The most common medical treatments for TN include either prescription medications or surgery. Typical drugs used to treat this disorder are anti-seizure drugs, such as Tegretol® or Neurontin®. In recent years, different drugs such as Trileptal®, Topamax®, Depakote® and even anti-depressants have been prescribed for TN. However, over a period of time, the drugs’ effectiveness may diminish or serious side effects may develop.
As a last resort, many TN patients consider surgery to end their suffering. According to the Mayo Clinic, the goal of most surgical procedures is to either damage or destroy the part of the trigeminal nerve that is the source of the pain. Because the success of these procedures depends on damaging the nerve, one obvious side effect is facial numbness. Some of the more common surgical procedures include:
A recent medical report revealed a 50% failure rate for the treatment of trigeminal neuralgia.
Research shows that TN is caused by irritation or damage to the trigeminal nerve and the central trigeminal system in the upper spinal cord and brain stem. Medical reports also suggest that trauma to the head, neck, and upper back can injure the nerve pathways in the spinal cord and brain stem and cause TN. The facial pain can begin immediately after the injury, or in some cases, takes months or years to develop.
A recent pilot study, conducted at Life University’s Sid E. Williams Research Center, yielded impressive results with Trigeminal Neuralgia patients. The participants received Upper Cervical care over the course of eight weeks. Every TN patient who participated in the study had major pain relief within the first four weeks and continued to improve gradually after that. Research director, Dr. Roger Hinson, suggests that when TN develops, it may be because an Upper Cervical misalignment has contributed to the hyperactive state of the nerve, thereby causing the severe facial pain associated with TN.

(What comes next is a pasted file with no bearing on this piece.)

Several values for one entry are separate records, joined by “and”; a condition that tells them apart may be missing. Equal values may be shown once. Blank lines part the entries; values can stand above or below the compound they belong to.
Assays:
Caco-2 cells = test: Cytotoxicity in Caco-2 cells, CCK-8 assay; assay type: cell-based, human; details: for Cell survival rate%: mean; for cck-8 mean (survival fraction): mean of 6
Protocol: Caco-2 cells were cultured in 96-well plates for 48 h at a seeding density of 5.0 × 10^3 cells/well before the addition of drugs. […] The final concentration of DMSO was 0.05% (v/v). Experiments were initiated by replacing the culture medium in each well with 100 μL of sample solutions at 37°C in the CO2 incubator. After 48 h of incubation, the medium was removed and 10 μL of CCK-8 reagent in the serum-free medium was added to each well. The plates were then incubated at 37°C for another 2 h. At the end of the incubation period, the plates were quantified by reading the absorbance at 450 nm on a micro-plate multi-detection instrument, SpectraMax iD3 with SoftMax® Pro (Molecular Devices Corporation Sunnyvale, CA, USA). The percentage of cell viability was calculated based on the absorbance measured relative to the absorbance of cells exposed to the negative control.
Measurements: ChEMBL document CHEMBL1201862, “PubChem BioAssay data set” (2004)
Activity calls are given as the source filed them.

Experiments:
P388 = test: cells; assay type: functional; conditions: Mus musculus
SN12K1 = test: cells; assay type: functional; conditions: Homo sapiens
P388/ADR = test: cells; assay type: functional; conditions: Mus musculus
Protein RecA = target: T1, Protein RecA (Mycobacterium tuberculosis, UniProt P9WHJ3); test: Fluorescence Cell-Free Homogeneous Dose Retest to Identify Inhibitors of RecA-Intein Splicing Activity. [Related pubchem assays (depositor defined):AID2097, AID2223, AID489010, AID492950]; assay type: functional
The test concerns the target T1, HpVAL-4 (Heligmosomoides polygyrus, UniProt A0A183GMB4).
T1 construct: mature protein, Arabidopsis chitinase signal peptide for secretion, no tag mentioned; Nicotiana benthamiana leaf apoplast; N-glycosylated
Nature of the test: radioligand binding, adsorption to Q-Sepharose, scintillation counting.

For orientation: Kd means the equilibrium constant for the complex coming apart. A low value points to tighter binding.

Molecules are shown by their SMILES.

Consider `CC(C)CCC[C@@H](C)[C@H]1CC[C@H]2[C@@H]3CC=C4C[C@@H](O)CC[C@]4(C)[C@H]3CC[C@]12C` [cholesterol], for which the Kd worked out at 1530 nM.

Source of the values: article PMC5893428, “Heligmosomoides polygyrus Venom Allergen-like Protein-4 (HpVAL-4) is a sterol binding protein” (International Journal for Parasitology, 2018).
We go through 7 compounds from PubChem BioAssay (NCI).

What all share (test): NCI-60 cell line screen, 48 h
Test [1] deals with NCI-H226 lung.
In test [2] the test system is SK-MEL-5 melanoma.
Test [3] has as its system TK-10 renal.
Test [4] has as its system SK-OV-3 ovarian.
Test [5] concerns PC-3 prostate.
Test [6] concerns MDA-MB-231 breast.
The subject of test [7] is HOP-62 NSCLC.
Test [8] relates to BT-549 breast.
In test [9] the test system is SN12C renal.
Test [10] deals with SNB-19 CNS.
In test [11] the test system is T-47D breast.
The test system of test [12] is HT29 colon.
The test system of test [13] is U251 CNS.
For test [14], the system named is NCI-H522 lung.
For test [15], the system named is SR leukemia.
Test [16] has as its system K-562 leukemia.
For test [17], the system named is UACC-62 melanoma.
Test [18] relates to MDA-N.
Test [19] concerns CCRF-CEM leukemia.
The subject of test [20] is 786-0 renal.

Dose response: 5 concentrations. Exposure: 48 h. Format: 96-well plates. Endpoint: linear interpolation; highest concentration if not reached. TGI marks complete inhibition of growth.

Trigeminal Neuralgia (TN) is described as one of the most severe pains known to man. It is a disorder of the trigeminal nerve that produces sudden, excruciating bouts of facial pain. This pain typically strikes where the nerve branches to the nose, lips, eyes, ears, scalp, forehead, upper and lower jaw, and even the tongue. TN most often affects only one side of the face, and, over time, the pain usually increases in severity and frequency. The pain is so intense that TN is often referred to as the “suicide disease.”
Renowned author and Upper Cervical advocate, Pastor James Tomasi knows the agony firsthand, having fought the pain of TN for twelve years. In his book, What Time Tuesday?, Tomasi details his struggle with TN:
“The pain started as a series of jolts that progressively became a steady, throbbing pain. Sometimes, it was like a drill going through my molars in my upper right jaw. Then, it would suddenly stop. Certain things would trigger the pain: a touch with a toothbrush, soap on my cheek, opening my mouth, speaking, turning my head too fast, even a slight breeze. Other times, I would awaken to the sensation of an electric drill driving bits into the back of my eyeball. It was so unbearable that I would scream out loud while I held the pillow over my face.”
“By the grace of God, my wife heard about Upper Cervical care on the radio. Within eleven days of my first Upper Cervical correction, after three corrections, I had no pain!”